The Middle-Class Squeeze: A Picture of Stagnant Incomes, Rising Costs, and What We Can Do to Strengthen America’s Middle Class

October 21, 2014 Comments off

The Middle-Class Squeeze: A Picture of Stagnant Incomes, Rising Costs, and What We Can Do to Strengthen America’s Middle Class
Source: Center for American Progress

The American middle class is in trouble.

The middle-class share of national income has fallen, middle-class wages are stagnant, and the middle class in the United States is no longer the world’s wealthiest.

But income is only one side of the story. The cost of being in the middle class—and of maintaining a middle-class standard of living—is rising fast too. For fundamental needs such as child care and health care, costs have risen dramatically over the past few decades, taking up larger shares of family budgets. The reality is that the middle class is being squeezed. As this report will show, for a married couple with two children, the costs of key elements of middle-class security—child care, higher education, health care, housing, and retirement—rose by more than $10,000 in the 12 years from 2000 to 2012, at a time when this family’s income was stagnant.

As sharp as this squeeze can be, the pain does not stop at one family, or even at millions of families. Because of the critical role that middle-class consumers play in creating aggregate demand, the American economy is in trouble when the American middle class is in trouble. And the long-term health of the U.S. economy is at risk if financially squeezed families cannot afford—and smart public policies do not support—developing the next generation of America’s workforce. It is this workforce that will lead the United States in an increasingly open and competitive global economy.

This report provides a snapshot of the American middle class and those struggling to become a part of it. It focuses on six key pillars that can help define security for households: jobs, early childhood programs, higher education, health care, housing, and retirement. Each chapter is both descriptive and prescriptive—detailing both how the middle class is doing and what policies can help it do better.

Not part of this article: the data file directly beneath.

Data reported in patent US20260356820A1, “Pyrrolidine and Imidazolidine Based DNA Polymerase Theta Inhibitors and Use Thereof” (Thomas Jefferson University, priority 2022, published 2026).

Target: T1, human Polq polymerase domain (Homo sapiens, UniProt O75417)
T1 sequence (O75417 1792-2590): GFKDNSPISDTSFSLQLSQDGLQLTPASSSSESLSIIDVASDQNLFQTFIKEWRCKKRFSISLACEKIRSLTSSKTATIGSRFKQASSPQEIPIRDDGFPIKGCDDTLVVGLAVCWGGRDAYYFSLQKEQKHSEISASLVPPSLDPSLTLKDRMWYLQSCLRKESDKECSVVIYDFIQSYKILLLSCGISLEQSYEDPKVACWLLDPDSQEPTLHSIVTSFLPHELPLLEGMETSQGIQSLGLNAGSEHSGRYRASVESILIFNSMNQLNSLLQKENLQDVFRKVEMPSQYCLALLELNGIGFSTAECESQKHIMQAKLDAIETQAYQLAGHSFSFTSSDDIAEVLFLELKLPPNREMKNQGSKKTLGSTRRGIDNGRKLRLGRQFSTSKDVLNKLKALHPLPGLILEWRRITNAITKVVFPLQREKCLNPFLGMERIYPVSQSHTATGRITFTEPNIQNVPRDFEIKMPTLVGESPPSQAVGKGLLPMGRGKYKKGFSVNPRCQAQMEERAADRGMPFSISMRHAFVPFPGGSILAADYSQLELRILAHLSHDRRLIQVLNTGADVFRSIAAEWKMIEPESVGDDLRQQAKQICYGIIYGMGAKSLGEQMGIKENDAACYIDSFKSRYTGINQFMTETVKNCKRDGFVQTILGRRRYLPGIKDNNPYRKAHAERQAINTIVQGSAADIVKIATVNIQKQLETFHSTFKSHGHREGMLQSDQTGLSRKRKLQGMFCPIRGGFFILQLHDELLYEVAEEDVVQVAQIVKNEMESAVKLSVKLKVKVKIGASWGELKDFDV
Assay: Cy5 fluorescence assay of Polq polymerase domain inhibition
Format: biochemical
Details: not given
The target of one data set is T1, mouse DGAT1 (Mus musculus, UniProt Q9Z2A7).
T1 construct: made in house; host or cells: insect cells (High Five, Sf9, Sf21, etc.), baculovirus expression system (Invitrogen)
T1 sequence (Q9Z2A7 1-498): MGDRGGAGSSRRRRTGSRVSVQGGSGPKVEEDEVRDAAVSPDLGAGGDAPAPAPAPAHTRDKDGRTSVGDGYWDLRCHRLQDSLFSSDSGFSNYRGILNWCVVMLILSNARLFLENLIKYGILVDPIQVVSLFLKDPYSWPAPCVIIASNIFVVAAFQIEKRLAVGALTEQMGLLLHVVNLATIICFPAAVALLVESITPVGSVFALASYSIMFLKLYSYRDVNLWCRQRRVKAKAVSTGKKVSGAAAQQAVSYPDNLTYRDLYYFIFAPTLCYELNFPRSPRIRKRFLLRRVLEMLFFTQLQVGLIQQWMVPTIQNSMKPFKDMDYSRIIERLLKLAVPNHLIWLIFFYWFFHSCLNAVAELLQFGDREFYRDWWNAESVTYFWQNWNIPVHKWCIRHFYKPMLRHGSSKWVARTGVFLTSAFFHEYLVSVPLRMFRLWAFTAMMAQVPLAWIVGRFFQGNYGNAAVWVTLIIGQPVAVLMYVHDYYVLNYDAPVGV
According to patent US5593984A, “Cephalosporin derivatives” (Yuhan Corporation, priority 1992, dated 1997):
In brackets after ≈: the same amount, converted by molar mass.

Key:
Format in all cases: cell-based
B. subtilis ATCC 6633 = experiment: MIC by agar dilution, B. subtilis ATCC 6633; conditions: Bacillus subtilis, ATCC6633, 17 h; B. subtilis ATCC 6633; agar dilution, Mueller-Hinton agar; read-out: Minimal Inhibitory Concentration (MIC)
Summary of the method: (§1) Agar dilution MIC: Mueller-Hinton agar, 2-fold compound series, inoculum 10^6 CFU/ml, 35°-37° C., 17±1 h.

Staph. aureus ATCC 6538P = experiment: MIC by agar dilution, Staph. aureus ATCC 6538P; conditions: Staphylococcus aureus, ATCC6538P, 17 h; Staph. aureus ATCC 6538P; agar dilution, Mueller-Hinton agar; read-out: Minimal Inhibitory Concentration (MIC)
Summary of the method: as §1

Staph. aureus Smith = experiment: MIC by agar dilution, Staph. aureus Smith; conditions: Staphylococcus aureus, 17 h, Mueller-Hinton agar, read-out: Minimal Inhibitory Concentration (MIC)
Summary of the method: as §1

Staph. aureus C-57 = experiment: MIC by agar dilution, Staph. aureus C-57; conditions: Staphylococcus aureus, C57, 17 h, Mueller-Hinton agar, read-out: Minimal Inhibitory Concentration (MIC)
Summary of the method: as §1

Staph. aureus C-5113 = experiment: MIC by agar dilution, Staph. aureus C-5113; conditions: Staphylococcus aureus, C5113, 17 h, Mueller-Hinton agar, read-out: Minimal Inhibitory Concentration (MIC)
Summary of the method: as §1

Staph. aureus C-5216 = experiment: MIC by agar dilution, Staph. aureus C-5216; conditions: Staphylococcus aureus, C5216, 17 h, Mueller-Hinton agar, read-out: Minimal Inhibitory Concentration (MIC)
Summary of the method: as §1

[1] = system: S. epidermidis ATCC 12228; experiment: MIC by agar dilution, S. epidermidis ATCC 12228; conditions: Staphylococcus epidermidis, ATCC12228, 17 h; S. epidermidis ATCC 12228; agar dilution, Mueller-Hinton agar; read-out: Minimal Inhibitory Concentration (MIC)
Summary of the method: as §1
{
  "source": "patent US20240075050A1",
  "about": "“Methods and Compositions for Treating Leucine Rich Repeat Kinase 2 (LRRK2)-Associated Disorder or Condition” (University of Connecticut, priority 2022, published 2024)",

Why Are Wal-Mart and Target Next-Door Neighbors?

October 21, 2014 Comments off

Why Are Wal-Mart and Target Next-Door Neighbors? (PDF)
Source: Federal Reserve Board

One of the most notable changes in the U.S. retail market over the past twenty years has been the rise of Big Box stores, retail chains characterized by physically large stores selling a wide range of consumer goods at discount prices. A growing literature has examined the impacts of Big Box stores on other retailers and consumers, but relatively little is known about how Big Box stores choose locations. Because Big Box stores offer highly standardized products and compete primarily on price, it is likely that they will seek to establish spatial monopolies, far from competitor stores. In this paper, I examine where new Big Box stores locate with respect to three types of existing establishments: own-firm stores, other retailers in the same product space (competitors), and retailers in other product spaces (complements). Results indicate that new Big Box stores tend to avoid existing own-firm stores and locate near complementary Big Box stores. However, there is little evidence that new Big Boxes avoid competitors. Firms in the same product space may not be perfect substitutes, or firms may prefer to share consumers in a desirable location rather than cede the entire market to competitor firms.

Follow

Get every new post delivered to your Inbox.

Join 946 other followers